I have made tee molding for flooring on the spindle shaper using both rebate and adjustable groover cutters.  I recommend using an outboard fence to support the cut making the second rebate.  You could also do this on a router table with a dado/planing bit.  Using the router table gives you the option of routing a dado (leaving a bridge) and then rip the excess off at the table saw.  I leave about 3/4" space between the hardwood and tile flooring to leave enough meat to screw the molding into place using trim screws.  Your 7mm dimension is too thin IMO.
Steve

Offline bkharman

  • Posts: 1937
Re: Making your own T-moulding
« Reply #2 on: April 07, 2017, 07:57 PM »
I just made a custom one recently. All I used was my 850 planer. I did the rabbets on each side to leave the "T" and was able to trim to make each side according to my needs. Mine were a bit more even than your diagram.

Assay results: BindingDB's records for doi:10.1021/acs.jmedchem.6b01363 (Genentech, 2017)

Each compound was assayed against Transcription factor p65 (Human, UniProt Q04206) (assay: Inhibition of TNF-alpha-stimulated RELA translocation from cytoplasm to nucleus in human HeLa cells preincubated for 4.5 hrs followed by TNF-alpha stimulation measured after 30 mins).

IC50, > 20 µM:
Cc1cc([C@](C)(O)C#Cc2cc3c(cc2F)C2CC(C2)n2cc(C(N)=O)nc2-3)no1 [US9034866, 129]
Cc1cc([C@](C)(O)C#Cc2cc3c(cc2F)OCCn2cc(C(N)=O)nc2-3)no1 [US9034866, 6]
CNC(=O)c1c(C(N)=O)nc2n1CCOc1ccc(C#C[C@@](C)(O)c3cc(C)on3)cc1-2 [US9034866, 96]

I also did a 45d chamfer on each side to ease it a bit. I think it looks great and is the same wood as the tigerwood flooring. I will take a pic tomorrow if you want.

Do you have a planer?

Cheers. Bryan.


Sent from my iPhone using Tapatalk
People, I just want to say, you know, can we all get along? Can we get along?

Offline tjbnwi

  • Posts: 5167
  • Cedar Tucky Indiana
Re: Making your own T-moulding
« Reply #3 on: April 07, 2017, 08:09 PM »
What tools do you have. Knowing this will help us help you.

Tom

Offline Bob D.

  • Posts: 634
Re: Making your own T-moulding
« Reply #4 on: April 07, 2017, 08:26 PM »
What tools do you have. Knowing this will help us help you.

Tom

Ditto.

This is a simple Table Saw exercise if you have one, and could be done
with nothing more than a good rip blade. A dado is not required.
-----
It's a table saw, do you know where your fingers are?

Offline webpp

  • Posts: 49
Re: Making your own T-moulding
« Reply #5 on: April 07, 2017, 11:21 PM »
Hello guys, thank you for your quick replies.

I will take a pic tomorrow if you want.

Do you have a planer?

Cheers. Bryan.

Yes Bryan, I would love to see the picture.